For history is an art as well, - the art of representing past events through facts of scientific accuracy. If the facts are inaccurate, it is not history. But if they are not embodied in a picture of a living past, it is not history either. For a smear on a palet [sic] is not a picture. So the historian, when his work among the test-tubes of research is done, must turn artist, abandoning his overalls for the velvet jacket. If he can not, so much less the historian he. It is so easy for the historian to forget his duty in the multiplicity of his business. To put it crudely, he is asked to raise the dead, to bring the past to life, to give a continuous performance of the miracle of Endor. He must achieve this feat with a restricted armory. For he is not allowed the novelist's liberty of invention. His incantations are strictly limited to the ascertained facts, and with their aid alone he is expected to evoke the past. We ask of the historian a great tapestry, crowded with figures, filled with shifting lights and crowds and landscapes; and we insist sternly (though with perfect propriety) that he shall use no single thread for his weaving that can not be vouched for as to its color, length, and weight by reference to his unvarying authorities, the scientific facts.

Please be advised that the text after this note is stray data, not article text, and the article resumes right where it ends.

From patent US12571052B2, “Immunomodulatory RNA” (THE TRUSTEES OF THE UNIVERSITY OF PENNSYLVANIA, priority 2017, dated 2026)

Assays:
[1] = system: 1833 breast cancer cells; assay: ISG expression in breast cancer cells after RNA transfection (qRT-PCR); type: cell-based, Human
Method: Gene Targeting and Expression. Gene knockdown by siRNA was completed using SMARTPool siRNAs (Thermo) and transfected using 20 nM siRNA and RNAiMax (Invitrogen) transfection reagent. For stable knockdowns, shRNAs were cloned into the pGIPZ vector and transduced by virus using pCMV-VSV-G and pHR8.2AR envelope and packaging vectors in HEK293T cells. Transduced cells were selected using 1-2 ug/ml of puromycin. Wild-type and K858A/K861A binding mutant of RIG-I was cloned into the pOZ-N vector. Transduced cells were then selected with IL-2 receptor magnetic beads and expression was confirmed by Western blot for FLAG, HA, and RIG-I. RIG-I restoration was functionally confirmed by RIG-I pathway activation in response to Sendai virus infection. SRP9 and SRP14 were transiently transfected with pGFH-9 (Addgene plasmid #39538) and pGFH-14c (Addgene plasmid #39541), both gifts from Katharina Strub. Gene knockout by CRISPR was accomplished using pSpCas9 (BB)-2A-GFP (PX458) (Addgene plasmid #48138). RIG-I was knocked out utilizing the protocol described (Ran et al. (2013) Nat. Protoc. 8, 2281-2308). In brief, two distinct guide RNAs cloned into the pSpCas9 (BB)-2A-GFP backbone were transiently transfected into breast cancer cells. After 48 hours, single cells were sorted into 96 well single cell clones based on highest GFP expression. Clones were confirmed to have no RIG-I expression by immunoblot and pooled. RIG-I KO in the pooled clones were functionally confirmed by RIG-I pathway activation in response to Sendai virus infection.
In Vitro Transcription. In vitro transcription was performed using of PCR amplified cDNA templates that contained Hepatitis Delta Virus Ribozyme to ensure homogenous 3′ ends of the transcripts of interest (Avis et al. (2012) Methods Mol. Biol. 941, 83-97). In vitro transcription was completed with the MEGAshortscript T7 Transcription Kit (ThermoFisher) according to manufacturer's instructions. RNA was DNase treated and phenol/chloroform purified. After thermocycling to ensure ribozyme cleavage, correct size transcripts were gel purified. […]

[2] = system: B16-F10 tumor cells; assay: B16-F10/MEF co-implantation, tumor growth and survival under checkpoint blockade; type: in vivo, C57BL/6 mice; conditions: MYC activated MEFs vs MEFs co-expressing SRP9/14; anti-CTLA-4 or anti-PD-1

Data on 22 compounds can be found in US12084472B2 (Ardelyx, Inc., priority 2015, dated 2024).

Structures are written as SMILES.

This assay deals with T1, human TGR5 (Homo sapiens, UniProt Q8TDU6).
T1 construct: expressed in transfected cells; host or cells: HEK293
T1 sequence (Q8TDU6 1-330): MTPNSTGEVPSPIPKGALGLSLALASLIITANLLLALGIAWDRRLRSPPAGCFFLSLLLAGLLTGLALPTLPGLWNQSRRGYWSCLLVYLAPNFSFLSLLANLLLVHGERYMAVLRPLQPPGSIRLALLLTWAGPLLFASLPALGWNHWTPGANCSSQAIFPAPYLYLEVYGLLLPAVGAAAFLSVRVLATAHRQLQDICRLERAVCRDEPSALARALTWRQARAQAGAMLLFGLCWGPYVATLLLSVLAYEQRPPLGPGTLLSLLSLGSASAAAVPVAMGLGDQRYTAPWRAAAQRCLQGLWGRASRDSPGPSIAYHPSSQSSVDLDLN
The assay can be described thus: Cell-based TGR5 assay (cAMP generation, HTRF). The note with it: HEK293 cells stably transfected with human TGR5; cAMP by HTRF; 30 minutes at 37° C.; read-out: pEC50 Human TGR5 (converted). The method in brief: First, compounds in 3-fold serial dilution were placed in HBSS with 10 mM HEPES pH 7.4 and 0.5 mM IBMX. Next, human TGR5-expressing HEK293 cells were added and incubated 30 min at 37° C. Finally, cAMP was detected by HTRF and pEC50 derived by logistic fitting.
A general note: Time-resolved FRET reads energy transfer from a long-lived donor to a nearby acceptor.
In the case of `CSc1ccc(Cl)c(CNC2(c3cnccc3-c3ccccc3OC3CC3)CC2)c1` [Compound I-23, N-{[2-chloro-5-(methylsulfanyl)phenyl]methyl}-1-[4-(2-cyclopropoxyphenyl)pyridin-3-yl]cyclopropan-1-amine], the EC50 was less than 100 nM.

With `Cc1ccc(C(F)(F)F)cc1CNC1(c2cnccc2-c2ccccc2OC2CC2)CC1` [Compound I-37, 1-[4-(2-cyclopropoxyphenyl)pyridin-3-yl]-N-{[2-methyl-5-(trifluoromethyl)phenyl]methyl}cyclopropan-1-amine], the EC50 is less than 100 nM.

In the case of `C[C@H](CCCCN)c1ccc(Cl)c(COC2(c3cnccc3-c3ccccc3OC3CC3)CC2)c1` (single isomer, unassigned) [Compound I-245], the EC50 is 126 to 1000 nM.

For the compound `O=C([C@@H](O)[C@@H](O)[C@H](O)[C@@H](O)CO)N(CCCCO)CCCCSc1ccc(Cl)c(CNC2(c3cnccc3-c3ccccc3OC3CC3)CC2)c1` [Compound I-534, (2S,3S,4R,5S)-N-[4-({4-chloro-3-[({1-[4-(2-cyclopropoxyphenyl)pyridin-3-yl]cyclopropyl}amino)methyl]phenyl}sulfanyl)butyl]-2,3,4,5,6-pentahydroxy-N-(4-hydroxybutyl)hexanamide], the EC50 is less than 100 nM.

Philip Guedalla on the historian’s craft

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